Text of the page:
Ravi Shanker Kapoor
After almost a decade of misrule, it has dawned on the Congress-led United Progressive Alliance (UPA) that inflation is… well, something very bad. So, Finance Minister P. Chidambaram recently said that inflationary pressure and structural bottlenecks were hurting the growth process—something that was obvious to all but the entitlement-obsessed dogmatists.
Chidambaram is little better than Rahul Gandhi who realized in the last week of December 2013 that fruits and vegetables should be exempted from the Agricultural Produce Marketing Committee (APMC) Act by January 15. The diktat to the Congress chief ministers was in response to the fact that fruits and vegetables have contributed much to food inflation.
On the face of it, it is astonishing that a coalition that came to power for the sake of the aam aadmi remained oblivious to something that concern all sections of society, especially the poor. The numbers tell the story: retail inflation during four years (1999-2003) of National Democratic Alliance (NDA) rule was 3.1 per cent, while it was 6.1 per cent under UPA I and around 10 per cent under UPA II. These are the estimates by Zyfin, a financial information company. These figures prove beyond doubt that the UPA regime has been an unmitigated disaster for not only India Inc but also for the man in the street.
Consider the irony: the fortunes of the grand old party revived on the premises that the NDA, under the Bharatiya Janata Party (BJP), was blind to the concerns of the poor, that it was preoccupied with growth and was insouciant about ‘inclusion,’ and that the need of the hour was ‘inclusive growth’—and what we get instead is jobless growth (60 million jobs during 1999-2004 and three million during 2004-10) and high inflation! Political consequences are also becoming evident; the GOP has been on a losing streak, despite its apparent solicitude for the ‘marginalized’ and the ‘downtrodden.’
So, now UPA grandees are waking up to such mundane issues like inflation and employment. They were so busy perfecting the right-oriented political philosophy and implementing its dogmas that it never occurred to them that high prices and dearth of jobs could hurt common people. The rural employment guarantee scheme, the forest rights legislation, the right to food, etc., consumed all the energies of government. Bad governance and unprecedented corruption made the matters worse.
This is not to suggest that the BJP was, and is, full of visionary leaders who could formulate policies that created so many jobs despite a modest growth rate and kept prices low. A big difference between the BJP and the Congress is that the likes of Aruna Roy and Medha Patkar hate the former and, therefore, keep away from the saffron party. This is the reason that the BJP gets immunity from these professional revolutionaries and their discredited theories. The Congress, on the other hand, has established a symbiotic relationship with these radicals over the decades. They managed to worm their way into Congress president Sonia Gandhi’s kitchen cabinet and steer the course of policy making. Owing to the resilience of the economy because of 13 years of unbroken reforms (1991-2004), the growth rate was high during UPA I; but the landmines that Sonia’s chums had planted in the economy started to trip in the second edition of the regime. The rest is a series of electoral debacles.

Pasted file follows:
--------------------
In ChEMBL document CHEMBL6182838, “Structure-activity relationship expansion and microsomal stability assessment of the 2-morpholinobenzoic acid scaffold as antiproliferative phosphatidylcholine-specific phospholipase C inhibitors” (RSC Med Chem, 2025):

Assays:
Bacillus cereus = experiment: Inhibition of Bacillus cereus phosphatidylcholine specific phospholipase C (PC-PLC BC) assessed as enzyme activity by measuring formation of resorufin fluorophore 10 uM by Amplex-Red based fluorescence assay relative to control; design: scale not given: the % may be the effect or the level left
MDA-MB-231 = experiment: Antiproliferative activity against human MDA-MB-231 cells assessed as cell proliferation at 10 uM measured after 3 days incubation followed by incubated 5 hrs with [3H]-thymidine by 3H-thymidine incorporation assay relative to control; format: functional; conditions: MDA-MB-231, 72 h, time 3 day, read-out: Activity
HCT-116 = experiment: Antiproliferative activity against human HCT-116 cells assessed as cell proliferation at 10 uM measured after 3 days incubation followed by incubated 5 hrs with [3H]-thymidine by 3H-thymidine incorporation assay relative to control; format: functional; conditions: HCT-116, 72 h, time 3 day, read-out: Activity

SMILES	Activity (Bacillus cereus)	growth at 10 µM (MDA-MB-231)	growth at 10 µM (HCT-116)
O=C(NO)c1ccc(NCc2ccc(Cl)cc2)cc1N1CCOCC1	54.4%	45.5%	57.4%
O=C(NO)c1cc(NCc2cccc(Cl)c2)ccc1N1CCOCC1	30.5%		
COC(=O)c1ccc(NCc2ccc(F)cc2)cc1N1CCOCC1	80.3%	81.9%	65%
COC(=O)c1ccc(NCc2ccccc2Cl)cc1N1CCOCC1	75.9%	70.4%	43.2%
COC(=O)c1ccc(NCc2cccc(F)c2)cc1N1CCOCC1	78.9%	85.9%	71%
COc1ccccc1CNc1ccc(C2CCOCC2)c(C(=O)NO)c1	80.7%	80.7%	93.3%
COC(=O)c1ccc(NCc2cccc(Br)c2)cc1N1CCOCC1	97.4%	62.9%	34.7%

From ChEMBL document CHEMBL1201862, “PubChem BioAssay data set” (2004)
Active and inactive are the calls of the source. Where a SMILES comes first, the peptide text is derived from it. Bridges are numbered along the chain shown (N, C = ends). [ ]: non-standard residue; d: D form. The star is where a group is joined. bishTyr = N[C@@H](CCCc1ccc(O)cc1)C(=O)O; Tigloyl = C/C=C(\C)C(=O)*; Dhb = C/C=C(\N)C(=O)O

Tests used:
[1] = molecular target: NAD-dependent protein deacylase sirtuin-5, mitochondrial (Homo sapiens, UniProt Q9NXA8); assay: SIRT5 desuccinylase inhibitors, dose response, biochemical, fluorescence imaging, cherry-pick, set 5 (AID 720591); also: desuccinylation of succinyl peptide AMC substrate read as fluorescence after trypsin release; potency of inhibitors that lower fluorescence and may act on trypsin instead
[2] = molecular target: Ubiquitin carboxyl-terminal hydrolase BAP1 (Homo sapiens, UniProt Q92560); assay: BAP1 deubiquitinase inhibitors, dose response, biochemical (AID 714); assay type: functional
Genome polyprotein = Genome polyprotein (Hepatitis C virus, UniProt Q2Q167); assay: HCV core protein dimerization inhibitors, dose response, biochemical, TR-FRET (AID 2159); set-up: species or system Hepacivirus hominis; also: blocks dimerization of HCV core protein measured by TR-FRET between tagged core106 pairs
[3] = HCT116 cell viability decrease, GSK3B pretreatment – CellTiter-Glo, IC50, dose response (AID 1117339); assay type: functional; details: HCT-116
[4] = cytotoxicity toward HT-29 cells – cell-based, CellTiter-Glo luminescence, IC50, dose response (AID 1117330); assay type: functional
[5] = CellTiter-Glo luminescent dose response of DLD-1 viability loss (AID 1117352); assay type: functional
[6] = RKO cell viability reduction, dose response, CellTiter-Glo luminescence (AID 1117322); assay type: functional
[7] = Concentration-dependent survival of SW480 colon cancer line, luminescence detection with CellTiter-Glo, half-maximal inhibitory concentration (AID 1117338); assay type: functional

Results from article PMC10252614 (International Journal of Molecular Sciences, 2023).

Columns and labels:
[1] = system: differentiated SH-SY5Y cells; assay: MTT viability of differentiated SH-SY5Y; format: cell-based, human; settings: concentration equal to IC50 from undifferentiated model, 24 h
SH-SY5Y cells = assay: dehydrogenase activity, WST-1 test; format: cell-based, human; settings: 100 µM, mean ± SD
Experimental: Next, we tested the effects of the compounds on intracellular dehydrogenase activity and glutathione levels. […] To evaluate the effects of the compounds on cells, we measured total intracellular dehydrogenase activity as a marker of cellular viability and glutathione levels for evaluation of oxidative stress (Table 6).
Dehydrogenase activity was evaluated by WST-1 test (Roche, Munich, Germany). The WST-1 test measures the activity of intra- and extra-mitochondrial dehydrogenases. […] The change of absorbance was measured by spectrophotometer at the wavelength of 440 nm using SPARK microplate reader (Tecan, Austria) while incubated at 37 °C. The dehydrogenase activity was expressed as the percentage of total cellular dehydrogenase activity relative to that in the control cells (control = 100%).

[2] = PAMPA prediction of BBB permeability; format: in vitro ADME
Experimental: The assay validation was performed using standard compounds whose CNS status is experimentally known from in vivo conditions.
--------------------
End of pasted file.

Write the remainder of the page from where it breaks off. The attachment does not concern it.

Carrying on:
Inflation is just one of the manifestations of the rot that has set in the economy. It is indeed disingenuous on the part of Chidambaram and Rahul to express concern about inflation or to show urgency to tackle it. Way back in 2004-05, Economic Survey had talked about APMC reforms, direct marketing, and corporate farming. It also wanted “to make agricultural marketing system more vibrant and competitive.”
Even Economic Survey 1998-99 had expressed similar views: “Marketing reforms have so far encompassed largely the foodgrain sector. Marketing of fruits and vegetables has received little attention so far and there is reason to believe that there is much larger gap between the producer price and the consumer price due to a large number of intermediaries operating in unregulated and unsupervised vegetable and fruit markets. This aspect requires urgent attention.”
Besides, almost every economist of consequence has emphasized the need for APMC reforms. The Planning Commission has done it on a number of occasions, but to no avail.
In short, UPA bosses knew very well about the causes of food inflation as also the cure, but they did not do anything to improve the situation. And now, when the prospects of their inaction are threatening to unseat them, they are exhibiting sanctimonious concern for the poor. As Daagh Dehlvi said, “bari dair ki meharbaan aate aate.”
Ravi is a freelance journalist and Associate Editor at SAISA. Views expressed are personal.